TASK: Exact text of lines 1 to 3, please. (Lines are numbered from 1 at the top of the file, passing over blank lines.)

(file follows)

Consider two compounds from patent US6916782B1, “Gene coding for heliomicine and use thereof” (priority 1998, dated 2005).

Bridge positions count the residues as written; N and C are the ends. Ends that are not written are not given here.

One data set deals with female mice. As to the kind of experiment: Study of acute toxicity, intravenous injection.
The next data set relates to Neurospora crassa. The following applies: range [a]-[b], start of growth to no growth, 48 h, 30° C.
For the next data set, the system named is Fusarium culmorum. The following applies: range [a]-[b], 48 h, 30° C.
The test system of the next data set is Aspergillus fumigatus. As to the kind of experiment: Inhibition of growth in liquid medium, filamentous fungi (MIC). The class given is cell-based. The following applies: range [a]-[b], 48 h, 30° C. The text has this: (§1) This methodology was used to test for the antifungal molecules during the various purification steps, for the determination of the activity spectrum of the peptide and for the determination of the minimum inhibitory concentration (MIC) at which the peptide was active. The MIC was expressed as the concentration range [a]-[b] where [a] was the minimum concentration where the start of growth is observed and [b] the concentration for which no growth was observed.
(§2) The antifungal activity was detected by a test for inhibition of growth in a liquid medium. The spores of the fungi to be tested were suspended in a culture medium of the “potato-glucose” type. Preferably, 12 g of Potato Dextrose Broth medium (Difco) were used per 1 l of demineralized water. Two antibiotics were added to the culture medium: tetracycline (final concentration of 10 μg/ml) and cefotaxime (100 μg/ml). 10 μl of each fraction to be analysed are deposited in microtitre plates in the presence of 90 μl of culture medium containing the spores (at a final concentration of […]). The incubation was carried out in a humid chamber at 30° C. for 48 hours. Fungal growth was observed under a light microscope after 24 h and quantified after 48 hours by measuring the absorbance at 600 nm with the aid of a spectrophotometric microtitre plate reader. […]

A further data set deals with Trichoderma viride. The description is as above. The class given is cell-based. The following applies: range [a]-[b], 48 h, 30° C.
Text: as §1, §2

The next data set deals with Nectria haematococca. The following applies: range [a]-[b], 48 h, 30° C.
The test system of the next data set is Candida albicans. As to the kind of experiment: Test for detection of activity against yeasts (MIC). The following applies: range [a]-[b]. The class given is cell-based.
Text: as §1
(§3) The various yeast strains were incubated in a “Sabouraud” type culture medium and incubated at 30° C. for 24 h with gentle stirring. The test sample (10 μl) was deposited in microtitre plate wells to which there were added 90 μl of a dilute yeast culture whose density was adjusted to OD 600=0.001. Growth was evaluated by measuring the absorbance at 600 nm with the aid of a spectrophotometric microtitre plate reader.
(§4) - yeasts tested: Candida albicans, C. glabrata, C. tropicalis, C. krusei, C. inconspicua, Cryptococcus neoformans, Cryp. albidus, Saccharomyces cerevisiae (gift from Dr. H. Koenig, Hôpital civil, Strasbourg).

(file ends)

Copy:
Consider two compounds from patent US6916782B1, “Gene coding for heliomicine and use thereof” (priority 1998, dated 2005).

Bridge positions count the residues as written; N and C are the ends. Ends that are not written are not given here.

One data set deals with female mice. As to the kind of experiment: Study of acute toxicity, intravenous injection.